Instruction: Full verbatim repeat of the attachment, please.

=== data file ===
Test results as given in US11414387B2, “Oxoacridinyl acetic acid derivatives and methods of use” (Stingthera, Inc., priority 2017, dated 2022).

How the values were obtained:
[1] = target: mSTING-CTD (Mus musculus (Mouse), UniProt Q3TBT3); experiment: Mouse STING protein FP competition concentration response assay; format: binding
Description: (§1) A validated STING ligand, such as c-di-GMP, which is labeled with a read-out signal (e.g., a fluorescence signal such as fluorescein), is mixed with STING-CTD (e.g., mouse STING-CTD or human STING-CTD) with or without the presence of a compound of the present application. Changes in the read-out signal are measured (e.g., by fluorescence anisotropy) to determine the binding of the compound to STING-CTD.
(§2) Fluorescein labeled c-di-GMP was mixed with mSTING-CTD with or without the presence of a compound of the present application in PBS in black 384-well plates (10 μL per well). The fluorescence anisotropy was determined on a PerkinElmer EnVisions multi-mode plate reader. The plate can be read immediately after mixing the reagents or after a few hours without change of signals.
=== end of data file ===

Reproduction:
Test results as given in US11414387B2, “Oxoacridinyl acetic acid derivatives and methods of use” (Stingthera, Inc., priority 2017, dated 2022).

How the values were obtained:
[1] = target: mSTING-CTD (Mus musculus (Mouse), UniProt Q3TBT3); experiment: Mouse STING protein FP competition concentration response assay; format: binding
Description: (§1) A validated STING ligand, such as c-di-GMP, which is labeled with a read-out signal (e.g., a fluorescence signal such as fluorescein), is mixed with STING-CTD (e.g., mouse STING-CTD or human STING-CTD) with or without the presence of a compound of the present application. Changes in the read-out signal are measured (e.g., by fluorescence anisotropy) to determine the binding of the compound to STING-CTD.
(§2) Fluorescein labeled c-di-GMP was mixed with mSTING-CTD with or without the presence of a compound of the present application in PBS in black 384-well plates (10 μL per well). The fluorescence anisotropy was determined on a PerkinElmer EnVisions multi-mode plate reader. The plate can be read immediately after mixing the reagents or after a few hours without change of signals.